Gun control is a very contentious issue in national politics. There are many flashpoints in the broader debate, but one of them is the issue of more regulation or even bans on assault weapons. One big problem fueling this political debate is that not everyone can agree on a standard definition of assault weapons.
What Is an Assault Weapon?
The term “assault weapon” usually means an assault rifle. An assault weapon is a military firearm known for two things. The first is that it can be chambered for propellant charges or reduced-size ammunition. The second is that they might have the ability to switch back and forth between fully automatic and semiautomatic fire.
Interested in learning more about different gun types? The Range 702 offers classes for all experience levels. Sign up today!
These weapons are portable and lightweight. However, they can still deliver high rates of fire with accuracy in a modern combat environment. An accurate shot is between 1,000 and 1,600 feet.
While World War II infantry used high-powered semiautomatic and bolt-action rifles, modern infantry tends to carry assault rifles as their standard weaponry. Most armies around the world equip their soldiers with these weapons.
What Is Considered an Assault Weapon?
Listing specific examples of assault weapons can lead to debates and even passionate arguments. Several weapons¹ as assault weapons, including:
- M16 automatic rifle used by the United States military for multiple decades
- AK-47 automatic rifle popularized in movies and television
- QBZ-95 made in China and used in several Asian militaries
Assault Weapon vs. Assault Rifle
There isn’t technically a category of firearms² known as assault weapons. The term is commonly used in the public and media to describe assault rifles, a category of shoulder-mounted rifles that are strikingly similar in appearance to military rifles.
Learn more about the different gun types. The Range 702 has a variety of firearms to check out. Sign up for a class today!
What Does AR Stand For?
One common assault rifle is the AR-15. Many people assume that the two letters stand for “assault rifle,” but this is a popular misconception. AR stands for Armalite Rifle. Armalite was a company that first made this weapon before selling the rights to Colt, who then developed it into the fully automatic M16 for the armed forces. AR-15 rifles are semiautomatic. However, with a large enough magazine, a shooter can fire off rounds extremely quickly and get many off before stopping to reload.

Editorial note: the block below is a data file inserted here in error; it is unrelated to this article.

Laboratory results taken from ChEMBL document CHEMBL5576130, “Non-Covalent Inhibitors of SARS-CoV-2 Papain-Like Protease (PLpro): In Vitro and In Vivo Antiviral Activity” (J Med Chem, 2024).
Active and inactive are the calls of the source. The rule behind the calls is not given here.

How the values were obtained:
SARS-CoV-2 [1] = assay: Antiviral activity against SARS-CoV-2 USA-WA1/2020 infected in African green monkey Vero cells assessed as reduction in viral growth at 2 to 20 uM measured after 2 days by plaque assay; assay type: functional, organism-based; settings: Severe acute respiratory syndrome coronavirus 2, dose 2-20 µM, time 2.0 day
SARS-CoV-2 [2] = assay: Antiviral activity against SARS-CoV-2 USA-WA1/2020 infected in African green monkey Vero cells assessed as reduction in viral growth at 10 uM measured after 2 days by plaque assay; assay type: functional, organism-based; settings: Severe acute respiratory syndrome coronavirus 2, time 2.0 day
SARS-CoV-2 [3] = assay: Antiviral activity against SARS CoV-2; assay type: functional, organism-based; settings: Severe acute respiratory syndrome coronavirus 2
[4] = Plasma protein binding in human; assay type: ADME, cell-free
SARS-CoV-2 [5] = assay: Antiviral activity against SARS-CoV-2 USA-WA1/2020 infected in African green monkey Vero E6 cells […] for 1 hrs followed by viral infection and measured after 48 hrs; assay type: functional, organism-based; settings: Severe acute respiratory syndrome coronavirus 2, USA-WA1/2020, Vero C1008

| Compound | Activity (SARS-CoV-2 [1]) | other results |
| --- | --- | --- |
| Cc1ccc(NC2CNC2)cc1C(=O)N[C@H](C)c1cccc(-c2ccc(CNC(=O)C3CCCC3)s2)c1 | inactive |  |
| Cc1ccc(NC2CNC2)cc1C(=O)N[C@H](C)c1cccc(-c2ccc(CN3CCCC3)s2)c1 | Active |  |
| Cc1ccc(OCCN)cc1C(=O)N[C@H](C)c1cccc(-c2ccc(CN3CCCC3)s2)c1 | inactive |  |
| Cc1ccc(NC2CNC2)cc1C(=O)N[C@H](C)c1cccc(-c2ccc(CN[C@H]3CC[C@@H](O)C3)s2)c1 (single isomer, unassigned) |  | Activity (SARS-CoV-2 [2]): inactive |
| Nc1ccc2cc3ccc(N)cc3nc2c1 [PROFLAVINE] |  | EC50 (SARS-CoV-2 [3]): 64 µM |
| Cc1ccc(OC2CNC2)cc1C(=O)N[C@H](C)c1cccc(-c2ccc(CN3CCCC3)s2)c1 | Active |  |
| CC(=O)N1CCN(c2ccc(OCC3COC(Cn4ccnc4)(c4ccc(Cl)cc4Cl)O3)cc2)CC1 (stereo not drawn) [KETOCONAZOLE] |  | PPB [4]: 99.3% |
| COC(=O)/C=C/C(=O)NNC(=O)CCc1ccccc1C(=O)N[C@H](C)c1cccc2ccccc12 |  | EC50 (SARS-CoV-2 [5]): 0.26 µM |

This is not without debate, however. The NSSF³ is a firearm industry trade association that argues that AR-15 rifles are not assault weapons due to their semiautomatic nature. This statement contrasts with those who say they are, based on their high-capacity magazines and use in many mass shootings.
Semiautomatic Rifles vs. Automatic Rifles
The difference between semiautomatic rifles and automatic rifles⁴ is the trigger group. The trigger group refers to whether or not the weapon continues to fire when the trigger is depressed. In a semiautomatic rifle, depressing the trigger once results in one round being fired with the next round being loaded but not fired.
Automatic rifles are different. They are commonly called machine guns, even though that is technically another class of weapon. With automatic rifles, depressing the trigger results in firing a round. The next round is loaded and automatically fired as long as the trigger remains pressed. It will keep firing until the gun magazine is empty.
Gun control is a fierce political and societal debate from local municipal levels to national politics. While many argue over what to do about assault weapons, there is even intense disagreement over what assault weapons or rifles are.
Indoor Gun Range Near Me
Whatever you feel about AR weapons, guns are an enjoyable sport for many. At The Range 702 shooting range in Las Vegas, you can get the opportunity to use a variety of gun types. If you’re looking to improve your shot or just out for a fun event with friends, our indoor firing range has experiences for every level of gun enthusiast. Sign up for one of our classes today!
¹Assault Rifle. Britannica. Retrieved 18 May 2022.
²Assault weapon vs. assault Rifle: What is the difference? The Atlanta-Journal Constitution. Retrieved 18 May 2022.
³Understanding America’s Rifle. The Firearm Industry Trade Association. Retrieved 18 May 2022.
⁴Gillin, J. (2 October 2017) The difference between automatic and semi-automatic weapons. PolitiFact. Retrieved 18 May 2022.